Introduction Primary thyroid lymphoma is rare accounting
Primary thyroid lymphoma is rare, accounting for <5% of thyroid malignancies. The two distinct histological types of primary thyroid lymphoma are diffuse large B cell lymphoma (DLBCL) and mucosa-associated lymphoid tissue (MALT) lymphoma. Because DLBCL is sensitive to chemotherapy and radiotherapy, the general consensus is to avoid extensive surgery. By contrast, radiotherapy or thyroidectomy is typically used as the initial treatment for localized MALT lymphoma. Fine-needle aspiration cytology, the most common initial diagnostic tool used in thyroid malignancies, is difficult to use for diagnosing tumor type, which is necessary for treatment planning. However, core-needle biopsy, which is less commonly used in thyroid-gland biopsies, may serve as a substitute to surgical biopsy. This study investigated the efficacy of various biopsy procedures and explored indications for thyroidectomy in patients with primary thyroid lymphoma.
Results Ten patients with primary thyroid lymphoma were identified. Of these, eight had DLBCL, and two had MALT lymphoma. Patient demographics, pathological diagnoses, and disease stages are listed in Table 1. In total, six women and four men were identified. The mean age at onset was 67.9 years (range, 54–83 years). All patients developed rapidly growing neck masses over months, with mean tumor size of 7.1 cm (range, 3.8–11.4 cm). Table 2 lists treatment types, major treatment-related complications, initial disease stages, and their corresponding outcomes. All patients with DLBCL underwent chemotherapy with a platinum-based regimen. Three patients also received adjuvant radiotherapy. Two patients with MALT lymphoma underwent thyroidectomy as the primary treatment. Patient five initially underwent a lobectomy, after which the frozen tissue section indicated benign disease, and he Rimonabant had subsequent completion of a thyroidectomy and adjuvant radiotherapy, because the final pathological assessment revealed Hashimoto\'s thyroiditis with marginal cell lymphoma (MALT lymphoma). Patient 8 underwent subtotal thyroidectomy. Neither Patient 5 nor Patient 8 underwent chemotherapy. In Patients 4, 6, 7, and 10 with DLBCL, systemic steroid therapy immediately relieved airway compression and precluding the need for tracheostomy. Additionally, remarkable tumor shrinkage was observed after chemotherapy. A comparison of the neck CT scans of Patient 6 before and after treatment is presented in Figure 1.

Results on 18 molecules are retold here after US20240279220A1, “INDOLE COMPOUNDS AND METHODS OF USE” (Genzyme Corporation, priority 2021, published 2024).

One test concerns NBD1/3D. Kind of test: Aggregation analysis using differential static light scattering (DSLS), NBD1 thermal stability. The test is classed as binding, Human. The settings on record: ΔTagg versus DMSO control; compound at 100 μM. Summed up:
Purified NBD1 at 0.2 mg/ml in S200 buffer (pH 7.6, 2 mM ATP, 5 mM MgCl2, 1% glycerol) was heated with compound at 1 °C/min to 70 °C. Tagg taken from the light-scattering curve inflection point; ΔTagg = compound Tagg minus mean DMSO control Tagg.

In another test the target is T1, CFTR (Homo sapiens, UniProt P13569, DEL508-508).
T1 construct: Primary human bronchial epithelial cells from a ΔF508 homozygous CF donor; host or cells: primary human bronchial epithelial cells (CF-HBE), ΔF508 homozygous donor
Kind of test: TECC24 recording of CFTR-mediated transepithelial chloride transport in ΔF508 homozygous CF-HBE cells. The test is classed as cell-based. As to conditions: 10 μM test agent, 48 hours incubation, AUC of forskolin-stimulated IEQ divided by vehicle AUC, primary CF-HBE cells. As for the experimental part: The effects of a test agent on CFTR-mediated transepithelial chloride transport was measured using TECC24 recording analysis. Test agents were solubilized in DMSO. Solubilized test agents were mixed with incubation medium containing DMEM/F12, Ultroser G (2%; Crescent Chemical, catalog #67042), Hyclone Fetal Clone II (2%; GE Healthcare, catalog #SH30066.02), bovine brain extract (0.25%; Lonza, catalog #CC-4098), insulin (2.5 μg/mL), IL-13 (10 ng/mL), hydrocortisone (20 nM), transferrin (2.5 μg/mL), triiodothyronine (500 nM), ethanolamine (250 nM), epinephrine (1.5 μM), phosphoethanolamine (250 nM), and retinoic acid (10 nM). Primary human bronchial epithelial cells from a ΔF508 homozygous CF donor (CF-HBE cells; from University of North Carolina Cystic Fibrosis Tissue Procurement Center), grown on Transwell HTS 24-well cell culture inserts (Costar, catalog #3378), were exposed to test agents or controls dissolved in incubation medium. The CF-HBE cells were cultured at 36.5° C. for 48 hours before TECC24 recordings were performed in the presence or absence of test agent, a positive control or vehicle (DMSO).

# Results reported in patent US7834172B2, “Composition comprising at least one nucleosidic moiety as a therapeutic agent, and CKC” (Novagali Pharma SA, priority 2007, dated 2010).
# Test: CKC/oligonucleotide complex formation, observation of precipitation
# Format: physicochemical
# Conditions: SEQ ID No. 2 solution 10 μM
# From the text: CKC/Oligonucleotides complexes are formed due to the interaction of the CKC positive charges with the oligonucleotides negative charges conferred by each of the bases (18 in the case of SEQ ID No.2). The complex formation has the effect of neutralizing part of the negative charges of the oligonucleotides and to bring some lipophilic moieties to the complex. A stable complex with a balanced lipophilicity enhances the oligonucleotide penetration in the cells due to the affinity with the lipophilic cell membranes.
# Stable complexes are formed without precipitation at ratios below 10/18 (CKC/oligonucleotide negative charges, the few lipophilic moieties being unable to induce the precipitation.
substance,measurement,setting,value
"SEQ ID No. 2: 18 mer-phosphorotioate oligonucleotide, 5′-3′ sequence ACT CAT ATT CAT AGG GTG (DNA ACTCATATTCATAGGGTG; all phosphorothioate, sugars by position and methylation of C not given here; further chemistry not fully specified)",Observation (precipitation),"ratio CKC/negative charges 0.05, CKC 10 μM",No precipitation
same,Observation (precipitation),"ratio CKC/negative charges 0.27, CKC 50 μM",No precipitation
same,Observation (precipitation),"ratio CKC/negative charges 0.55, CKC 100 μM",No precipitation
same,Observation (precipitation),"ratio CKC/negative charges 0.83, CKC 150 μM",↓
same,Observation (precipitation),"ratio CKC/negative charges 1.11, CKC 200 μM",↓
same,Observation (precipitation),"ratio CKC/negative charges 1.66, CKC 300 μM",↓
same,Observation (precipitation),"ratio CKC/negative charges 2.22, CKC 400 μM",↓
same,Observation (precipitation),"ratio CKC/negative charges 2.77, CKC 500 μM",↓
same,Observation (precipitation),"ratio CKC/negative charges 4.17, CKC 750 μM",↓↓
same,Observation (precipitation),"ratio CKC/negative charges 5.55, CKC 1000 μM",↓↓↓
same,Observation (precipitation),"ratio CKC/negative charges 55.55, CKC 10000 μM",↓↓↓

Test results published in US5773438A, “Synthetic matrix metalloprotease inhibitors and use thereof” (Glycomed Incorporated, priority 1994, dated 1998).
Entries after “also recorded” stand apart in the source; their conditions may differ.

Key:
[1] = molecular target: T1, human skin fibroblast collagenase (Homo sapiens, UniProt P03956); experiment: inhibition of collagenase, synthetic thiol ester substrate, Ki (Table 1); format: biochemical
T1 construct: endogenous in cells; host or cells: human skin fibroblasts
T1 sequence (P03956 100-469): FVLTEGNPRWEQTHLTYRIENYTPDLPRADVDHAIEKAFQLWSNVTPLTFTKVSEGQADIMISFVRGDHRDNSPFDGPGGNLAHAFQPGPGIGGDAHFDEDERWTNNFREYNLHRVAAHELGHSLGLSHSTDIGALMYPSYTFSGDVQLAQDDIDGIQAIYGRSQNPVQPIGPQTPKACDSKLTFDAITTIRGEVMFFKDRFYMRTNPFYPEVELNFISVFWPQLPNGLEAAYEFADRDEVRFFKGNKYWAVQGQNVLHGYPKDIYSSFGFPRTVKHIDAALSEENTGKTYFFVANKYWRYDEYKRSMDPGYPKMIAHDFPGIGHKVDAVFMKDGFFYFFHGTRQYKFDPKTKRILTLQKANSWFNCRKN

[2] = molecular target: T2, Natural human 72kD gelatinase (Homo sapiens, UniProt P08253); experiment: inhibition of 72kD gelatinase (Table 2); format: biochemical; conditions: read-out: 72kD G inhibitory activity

Discussion Primary thyroid lymphoma is rare, accounting for only 5% of thyroid malignancies and 2% of extranodal lymphomas. Thyroid lymphoma typically presents as a rapidly growing neck mass that is sometimes accompanied by respiratory compression symptoms. Thyroid lymphoma is more predominant in women and has a peak onset age of 50 to 70 years. The risk of thyroid lymphoma is high in individuals with a history of chronic thyroiditis, such as Hashimoto\'s thyroiditis. Similar to other lymphomas, subtypes in thyroid lymphoma are classified according to histological and immunological features. B cell non-Hodgkin\'s lymphoma is the most common subtype, whereas DLBCL and marginal-zone B cell lymphoma of MALT type (MALT lymphoma) are other common subtypes that may also co-occur in a single patient; follicular, small lymphocytic, and T cell-origin lymphoma are other less common subtypes of the disease. Ultrasound is a common diagnostic tool for measuring the thyroid mass, because it reveals hypoechoic masses intermingled with echogenic structures and enhances posterior echoes. FNAB is often used as an initial tool for the pathological diagnosis of the thyroid nodule and can provide a suggestive diagnosis of lymphomas. Microscopically, large-cell lymphomas are observed as atypical large lymphocytes with frequent mitosis and reveal positive B cell markers (CD20 and CD79a) on immunohistochemical staining. By contrast, low-grade lymphomas are observed as a mixture of small and large lymphocytes, mimicking Hashimoto\'s thyroiditis. In uncertain diagnoses, adjuvant tests, such as immunophenotyping, flow cytometry, and polymerase chain reaction-based detection of the immunoglobulin heavy chain gene, may be helpful; however, because of the rarity of the disease, availability of these adjuvant tests varies among institutions, and no universal standard is available.